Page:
Save Everything? Effective Data Management Includes “Defensible Disposal”

July 24, 2013


By Tom Fruman
Director, GTA Enterprise Governance and Planning


Today’s information systems make our work and our lives easier in so many ways. But, they’re also magnifying issues and creating new ones, such as deciding what to do with all the data we’re accumulating.

GTA recently hosted a one-day summit that focused on helping government agencies better manage data and use it more effectively in making business decisions. The summit featured presentations from several companies with expertise in such areas as big data and business intelligence. (You can download the presentations at

But any discussion of data management inevitably leads to the following question: What data can and should we delete and when? In an article for CIO Insight, Lorrie Luellig tackles the question and offers direction to any organization struggling to come up with a sound strategy for data retention and disposition.

Luellig cites a 2012 survey of corporate CIOs that found almost 70 percent of the data kept by most organizations could be deleted without any negative impact. But to achieve what she calls “defensible disposal”, IT must work closely with records and information management, legal counsel and business managers to develop a strategy.

She argues that most of the retention schedules in use today were devised during an era when paper records dominated. The vast majority of information today is stored electronically and under IT’s direct responsibility, she explains, but IT often lacks the insight necessary to link legal and regulatory obligations to the applications, databases and other repositories it manages. She writes about the shared responsibility among legal, records management and IT departments for information management and defensible disposal.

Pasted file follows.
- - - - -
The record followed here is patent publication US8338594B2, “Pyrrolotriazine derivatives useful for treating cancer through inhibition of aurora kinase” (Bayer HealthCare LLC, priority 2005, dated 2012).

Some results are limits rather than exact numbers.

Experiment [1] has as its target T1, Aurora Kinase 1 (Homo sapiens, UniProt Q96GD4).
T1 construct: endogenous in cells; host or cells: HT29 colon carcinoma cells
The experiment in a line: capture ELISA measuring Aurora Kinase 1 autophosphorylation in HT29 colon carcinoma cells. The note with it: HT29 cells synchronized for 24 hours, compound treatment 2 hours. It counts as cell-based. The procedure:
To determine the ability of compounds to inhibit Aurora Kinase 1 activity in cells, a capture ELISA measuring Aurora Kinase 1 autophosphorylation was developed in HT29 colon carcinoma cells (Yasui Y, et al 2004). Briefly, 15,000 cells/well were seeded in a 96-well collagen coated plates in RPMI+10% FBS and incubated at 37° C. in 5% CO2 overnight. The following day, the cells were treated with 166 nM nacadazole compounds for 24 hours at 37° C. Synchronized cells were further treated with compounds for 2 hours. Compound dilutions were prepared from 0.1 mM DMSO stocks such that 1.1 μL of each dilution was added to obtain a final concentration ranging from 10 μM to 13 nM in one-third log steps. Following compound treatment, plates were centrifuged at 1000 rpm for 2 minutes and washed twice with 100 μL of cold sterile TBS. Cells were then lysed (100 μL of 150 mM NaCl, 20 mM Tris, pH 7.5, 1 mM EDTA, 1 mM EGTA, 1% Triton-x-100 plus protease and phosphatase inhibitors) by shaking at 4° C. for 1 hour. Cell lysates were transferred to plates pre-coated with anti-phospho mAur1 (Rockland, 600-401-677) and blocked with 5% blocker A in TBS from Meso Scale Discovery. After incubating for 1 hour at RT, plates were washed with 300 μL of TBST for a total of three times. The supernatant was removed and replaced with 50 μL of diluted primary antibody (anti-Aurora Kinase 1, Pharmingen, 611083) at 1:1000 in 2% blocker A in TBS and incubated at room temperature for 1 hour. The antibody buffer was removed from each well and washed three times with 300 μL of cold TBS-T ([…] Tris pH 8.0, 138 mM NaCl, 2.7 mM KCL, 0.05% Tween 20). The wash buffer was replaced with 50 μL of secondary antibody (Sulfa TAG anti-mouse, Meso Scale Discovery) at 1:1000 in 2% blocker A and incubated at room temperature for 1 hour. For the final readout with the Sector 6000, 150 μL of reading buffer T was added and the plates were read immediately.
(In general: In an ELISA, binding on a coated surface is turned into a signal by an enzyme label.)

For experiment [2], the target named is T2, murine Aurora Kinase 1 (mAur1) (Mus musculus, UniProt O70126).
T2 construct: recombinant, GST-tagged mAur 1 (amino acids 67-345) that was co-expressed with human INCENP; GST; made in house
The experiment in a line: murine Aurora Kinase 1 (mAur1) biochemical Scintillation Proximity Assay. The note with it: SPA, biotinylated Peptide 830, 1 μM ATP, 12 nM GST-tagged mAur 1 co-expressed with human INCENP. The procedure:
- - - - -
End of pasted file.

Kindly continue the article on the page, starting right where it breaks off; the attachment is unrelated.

Luellig offers the following steps to a modern governance strategy for data disposal:

  1. Manage all information, not just “records”; consider anything and everything, including e-mails.
  2. Connect legal, privacy and regulatory retention obligations directly to relevant information.
  3. Retention periods must take into account the business value of information in addition to legal and compliance value.
  4. Identify where information is located and create a reliable “data map”.
  5. Ensure that retention and disposal obligations are communicated and publicized in a language that stakeholders can understand; define the responsibilities of “data stewards”.
  6. Allow for flexibility to adapt to local laws, obligations and limitations.
  7. Include a mechanism that allows legal and IT to collaborate in executing and terminating legal holds on specific data.
  8. Identify and eliminate duplicate information; with a clear and transparent retention schedule, there’s no need to save everything “just in case”.
  9. Update your retention schedule in real time to account for changes in laws, to the business and in technology.

It would be well worth your time to read the full article. It offers important insights and adds to our discussions about data management.


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